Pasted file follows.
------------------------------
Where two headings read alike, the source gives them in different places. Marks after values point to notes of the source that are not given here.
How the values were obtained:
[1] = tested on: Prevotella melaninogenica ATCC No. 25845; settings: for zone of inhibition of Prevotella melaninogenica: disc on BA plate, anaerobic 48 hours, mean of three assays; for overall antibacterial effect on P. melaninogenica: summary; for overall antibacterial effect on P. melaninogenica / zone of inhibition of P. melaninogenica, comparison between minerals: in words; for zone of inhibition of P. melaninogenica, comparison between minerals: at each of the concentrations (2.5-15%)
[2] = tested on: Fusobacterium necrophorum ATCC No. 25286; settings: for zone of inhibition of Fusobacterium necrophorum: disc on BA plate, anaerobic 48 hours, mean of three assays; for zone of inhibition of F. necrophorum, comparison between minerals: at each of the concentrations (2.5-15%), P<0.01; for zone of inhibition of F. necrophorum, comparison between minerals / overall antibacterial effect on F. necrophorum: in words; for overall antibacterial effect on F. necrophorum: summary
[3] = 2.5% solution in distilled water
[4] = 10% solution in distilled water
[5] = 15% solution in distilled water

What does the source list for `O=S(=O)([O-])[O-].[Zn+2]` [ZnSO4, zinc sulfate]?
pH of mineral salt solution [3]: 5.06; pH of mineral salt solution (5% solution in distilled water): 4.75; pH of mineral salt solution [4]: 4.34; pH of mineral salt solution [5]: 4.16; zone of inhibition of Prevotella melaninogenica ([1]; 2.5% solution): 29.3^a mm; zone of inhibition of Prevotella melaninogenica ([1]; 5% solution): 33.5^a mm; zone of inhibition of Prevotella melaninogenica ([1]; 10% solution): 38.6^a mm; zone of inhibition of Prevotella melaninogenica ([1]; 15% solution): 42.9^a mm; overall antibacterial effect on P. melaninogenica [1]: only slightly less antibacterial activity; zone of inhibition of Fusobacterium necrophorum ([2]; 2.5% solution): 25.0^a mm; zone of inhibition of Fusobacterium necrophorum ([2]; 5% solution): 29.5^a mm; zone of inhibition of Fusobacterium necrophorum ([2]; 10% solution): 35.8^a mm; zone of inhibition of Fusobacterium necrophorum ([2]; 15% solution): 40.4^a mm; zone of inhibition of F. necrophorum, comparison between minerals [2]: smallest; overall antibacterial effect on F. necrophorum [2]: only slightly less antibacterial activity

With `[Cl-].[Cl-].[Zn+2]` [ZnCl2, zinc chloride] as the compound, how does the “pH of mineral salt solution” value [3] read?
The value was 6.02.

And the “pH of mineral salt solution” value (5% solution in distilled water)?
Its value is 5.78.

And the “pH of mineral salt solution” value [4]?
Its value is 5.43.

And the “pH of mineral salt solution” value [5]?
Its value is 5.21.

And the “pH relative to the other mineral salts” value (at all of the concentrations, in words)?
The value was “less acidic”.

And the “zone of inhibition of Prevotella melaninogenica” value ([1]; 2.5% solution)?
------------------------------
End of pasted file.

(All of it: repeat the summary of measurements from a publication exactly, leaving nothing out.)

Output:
Where two headings read alike, the source gives them in different places. Marks after values point to notes of the source that are not given here.
How the values were obtained:
[1] = tested on: Prevotella melaninogenica ATCC No. 25845; settings: for zone of inhibition of Prevotella melaninogenica: disc on BA plate, anaerobic 48 hours, mean of three assays; for overall antibacterial effect on P. melaninogenica: summary; for overall antibacterial effect on P. melaninogenica / zone of inhibition of P. melaninogenica, comparison between minerals: in words; for zone of inhibition of P. melaninogenica, comparison between minerals: at each of the concentrations (2.5-15%)
[2] = tested on: Fusobacterium necrophorum ATCC No. 25286; settings: for zone of inhibition of Fusobacterium necrophorum: disc on BA plate, anaerobic 48 hours, mean of three assays; for zone of inhibition of F. necrophorum, comparison between minerals: at each of the concentrations (2.5-15%), P<0.01; for zone of inhibition of F. necrophorum, comparison between minerals / overall antibacterial effect on F. necrophorum: in words; for overall antibacterial effect on F. necrophorum: summary
[3] = 2.5% solution in distilled water
[4] = 10% solution in distilled water
[5] = 15% solution in distilled water

What does the source list for `O=S(=O)([O-])[O-].[Zn+2]` [ZnSO4, zinc sulfate]?
pH of mineral salt solution [3]: 5.06; pH of mineral salt solution (5% solution in distilled water): 4.75; pH of mineral salt solution [4]: 4.34; pH of mineral salt solution [5]: 4.16; zone of inhibition of Prevotella melaninogenica ([1]; 2.5% solution): 29.3^a mm; zone of inhibition of Prevotella melaninogenica ([1]; 5% solution): 33.5^a mm; zone of inhibition of Prevotella melaninogenica ([1]; 10% solution): 38.6^a mm; zone of inhibition of Prevotella melaninogenica ([1]; 15% solution): 42.9^a mm; overall antibacterial effect on P. melaninogenica [1]: only slightly less antibacterial activity; zone of inhibition of Fusobacterium necrophorum ([2]; 2.5% solution): 25.0^a mm; zone of inhibition of Fusobacterium necrophorum ([2]; 5% solution): 29.5^a mm; zone of inhibition of Fusobacterium necrophorum ([2]; 10% solution): 35.8^a mm; zone of inhibition of Fusobacterium necrophorum ([2]; 15% solution): 40.4^a mm; zone of inhibition of F. necrophorum, comparison between minerals [2]: smallest; overall antibacterial effect on F. necrophorum [2]: only slightly less antibacterial activity

With `[Cl-].[Cl-].[Zn+2]` [ZnCl2, zinc chloride] as the compound, how does the “pH of mineral salt solution” value [3] read?
The value was 6.02.

And the “pH of mineral salt solution” value (5% solution in distilled water)?
Its value is 5.78.

And the “pH of mineral salt solution” value [4]?
Its value is 5.43.

And the “pH of mineral salt solution” value [5]?
Its value is 5.21.

And the “pH relative to the other mineral salts” value (at all of the concentrations, in words)?
The value was “less acidic”.

And the “zone of inhibition of Prevotella melaninogenica” value ([1]; 2.5% solution)?